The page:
Many eXtreme Programming (XP) practices, such as test-driven development, continuous integration, and collective ownership, are used by Agile teams.
Pair programming is probably the most famous practice of XP -- whether you are a fan or not. It reminds me of the Marmite food spread: You either love it or hate it. Well, I love Marmite, and I love pair programming and all its outcomes. Pair programming is the practice of two developers sharing the same workstation to get work done. One developer is the driver and the other one is the navigator. Usually the driver is responsible for writing the code, while the navigator is "leading the way" and reviewing the code. For effective pair programming, you have to switch the roles multiple times per day. During a single day, you will have the chance to be the driver for a couple of hours and the navigator for the rest of the time.
You can configure your workstation in one of the following four ways:
- One monitor and one keyboard. My least favorite.
- One monitor and two keyboards. A little bit more decent that the scenario above.
- Two monitors and one keyboard. More comfortable because you have two monitors (and you don't need to be on top of your colleague).
- Two monitors and two keyboards. The best configuration because you are comfortable, and you have your own keyboard.
If you use two monitors, consider cloning or mirroring the monitors so that both screens display the exact same thing.
When should you pair? I believe that you should pair all the time. The decision to pair shouldn't be based on the type, length, or size of the work to be done. Just pair all the time, and it is one less decision that you need to make during your day.
To be effective, you should also rotate your pair twice a week. This means that the person who joins you on Monday to start work moves to another pair on Wednesday so that you have a new colleague to work with. You can even have a "pair rotation ladder" to keep track of the pairs and patterns in your teams.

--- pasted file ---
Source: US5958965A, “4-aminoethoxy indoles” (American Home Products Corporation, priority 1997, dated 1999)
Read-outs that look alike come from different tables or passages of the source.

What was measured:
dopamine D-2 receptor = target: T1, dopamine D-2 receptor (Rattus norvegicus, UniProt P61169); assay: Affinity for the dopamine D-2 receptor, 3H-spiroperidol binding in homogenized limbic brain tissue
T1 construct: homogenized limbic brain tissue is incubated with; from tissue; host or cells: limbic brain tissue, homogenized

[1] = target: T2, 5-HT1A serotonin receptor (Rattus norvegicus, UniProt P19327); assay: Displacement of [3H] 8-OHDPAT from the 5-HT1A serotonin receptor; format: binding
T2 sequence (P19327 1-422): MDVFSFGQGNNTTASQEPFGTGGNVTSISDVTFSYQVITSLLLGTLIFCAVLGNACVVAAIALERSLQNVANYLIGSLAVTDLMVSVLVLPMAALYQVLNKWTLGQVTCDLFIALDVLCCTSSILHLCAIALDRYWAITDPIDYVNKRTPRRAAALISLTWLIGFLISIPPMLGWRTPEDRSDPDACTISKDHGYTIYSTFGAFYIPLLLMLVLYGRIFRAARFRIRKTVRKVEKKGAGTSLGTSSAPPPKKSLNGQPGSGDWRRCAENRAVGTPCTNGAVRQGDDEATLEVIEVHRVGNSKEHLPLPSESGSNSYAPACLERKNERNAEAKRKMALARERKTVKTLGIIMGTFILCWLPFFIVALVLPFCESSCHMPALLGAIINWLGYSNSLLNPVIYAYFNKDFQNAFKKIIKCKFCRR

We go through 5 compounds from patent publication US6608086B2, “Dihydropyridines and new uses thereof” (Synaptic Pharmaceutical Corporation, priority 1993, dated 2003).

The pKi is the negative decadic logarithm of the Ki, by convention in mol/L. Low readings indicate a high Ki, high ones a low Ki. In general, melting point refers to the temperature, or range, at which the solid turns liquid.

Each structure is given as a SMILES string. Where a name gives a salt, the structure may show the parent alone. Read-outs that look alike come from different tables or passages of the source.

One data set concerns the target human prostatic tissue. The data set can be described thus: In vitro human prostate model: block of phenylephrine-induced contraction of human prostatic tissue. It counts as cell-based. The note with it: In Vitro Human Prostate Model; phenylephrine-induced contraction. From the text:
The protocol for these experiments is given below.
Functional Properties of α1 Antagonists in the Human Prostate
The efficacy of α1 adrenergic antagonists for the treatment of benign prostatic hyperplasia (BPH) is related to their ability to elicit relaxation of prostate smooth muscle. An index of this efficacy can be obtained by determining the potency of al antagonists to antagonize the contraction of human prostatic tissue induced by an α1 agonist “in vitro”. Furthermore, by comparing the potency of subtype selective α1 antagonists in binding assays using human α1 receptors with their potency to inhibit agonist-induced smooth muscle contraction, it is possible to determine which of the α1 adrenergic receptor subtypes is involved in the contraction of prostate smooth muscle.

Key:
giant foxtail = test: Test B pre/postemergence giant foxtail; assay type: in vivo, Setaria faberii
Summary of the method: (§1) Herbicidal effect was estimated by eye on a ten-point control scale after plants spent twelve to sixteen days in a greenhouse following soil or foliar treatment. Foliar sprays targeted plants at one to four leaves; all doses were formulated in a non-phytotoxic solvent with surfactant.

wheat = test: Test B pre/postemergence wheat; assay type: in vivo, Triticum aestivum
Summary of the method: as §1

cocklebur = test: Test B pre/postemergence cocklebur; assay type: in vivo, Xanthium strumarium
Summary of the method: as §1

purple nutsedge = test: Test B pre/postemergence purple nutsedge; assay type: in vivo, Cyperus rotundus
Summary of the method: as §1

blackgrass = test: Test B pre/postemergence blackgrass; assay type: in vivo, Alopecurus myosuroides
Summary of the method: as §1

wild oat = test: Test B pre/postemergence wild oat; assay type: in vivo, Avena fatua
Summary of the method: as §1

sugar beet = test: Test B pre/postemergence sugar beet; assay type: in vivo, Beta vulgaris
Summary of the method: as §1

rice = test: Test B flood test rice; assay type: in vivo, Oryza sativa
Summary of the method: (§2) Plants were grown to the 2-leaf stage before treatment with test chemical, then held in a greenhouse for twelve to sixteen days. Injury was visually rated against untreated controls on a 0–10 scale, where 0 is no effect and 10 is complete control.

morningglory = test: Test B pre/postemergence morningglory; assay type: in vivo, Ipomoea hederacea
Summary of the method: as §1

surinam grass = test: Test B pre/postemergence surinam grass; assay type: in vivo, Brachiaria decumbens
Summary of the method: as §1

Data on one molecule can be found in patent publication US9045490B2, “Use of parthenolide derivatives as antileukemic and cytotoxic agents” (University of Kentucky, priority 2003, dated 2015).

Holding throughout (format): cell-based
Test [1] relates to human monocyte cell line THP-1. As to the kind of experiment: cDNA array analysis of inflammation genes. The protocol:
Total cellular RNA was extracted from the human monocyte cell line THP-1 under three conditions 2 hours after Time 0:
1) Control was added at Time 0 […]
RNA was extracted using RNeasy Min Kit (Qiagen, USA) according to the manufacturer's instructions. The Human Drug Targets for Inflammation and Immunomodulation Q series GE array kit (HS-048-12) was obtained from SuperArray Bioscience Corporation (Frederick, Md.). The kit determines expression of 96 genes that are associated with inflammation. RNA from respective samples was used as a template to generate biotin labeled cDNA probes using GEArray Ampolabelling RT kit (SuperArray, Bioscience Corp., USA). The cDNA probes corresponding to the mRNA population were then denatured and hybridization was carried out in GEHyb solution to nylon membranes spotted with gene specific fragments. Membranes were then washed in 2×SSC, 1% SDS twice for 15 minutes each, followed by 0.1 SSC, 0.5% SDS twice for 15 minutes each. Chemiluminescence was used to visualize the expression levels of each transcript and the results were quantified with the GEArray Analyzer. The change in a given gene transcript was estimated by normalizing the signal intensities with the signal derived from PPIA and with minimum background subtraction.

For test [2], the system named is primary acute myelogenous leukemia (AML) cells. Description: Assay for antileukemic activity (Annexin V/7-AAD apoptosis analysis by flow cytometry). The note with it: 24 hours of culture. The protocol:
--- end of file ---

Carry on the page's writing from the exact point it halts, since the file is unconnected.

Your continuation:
Pair programming benefits
The benefits of pair programming are many:
- Collective code ownership. You'll have at least two persons working on the same code (and with pair rotation, probably even more).
- Increased "bus factor" for your team. The bus factor is the number of developers you would need to lose before the loss slows down or blocks your team. The higher the bus factor, the better. It helps spread the knowledge across the team.
- Fosters "beginner's" mind. When a new pair is formed, there will be a lot of questions and answers.
- Engagement or commitment. Nobody wants to let the other partner down.
- Valuable stand-ups. Everybody pays more attention to the feedback given by other pairs because of the pair rotation and the probability of joining that pair in a couple of days.
- Better integration of new team members. It is much easier and quicker to get up to speed by deep-diving directly in the codebase (as a pair) than by reading documentation or manuals on your own.
- Limited work in progress (WIP). You will have half of the work streams.
- No code reviews. In my opinion, pairing is coding and reviews on the go. Therefore, additional code reviews are a little bit of overkill (except if the code reviews are with members outside the team).
- Fewer code defects. Many studies have proven this (e.g., Cockburn and Williams in 2000, Begel and Nagappan in 2008).
- More fun. It is actually fun to work closely with another colleague.
- Fewer distractions. You can't check social media websites, such as Facebook or Twitter, while you are pairing.
- Fewer interruptions. When a manager asks a developer questions, this does not only interrupt his or her work but the work of the pair.
- Less slacking. Hopefully, between two brains, the right thing (e.g., documentation, testing, coding standards, etc.) will be done.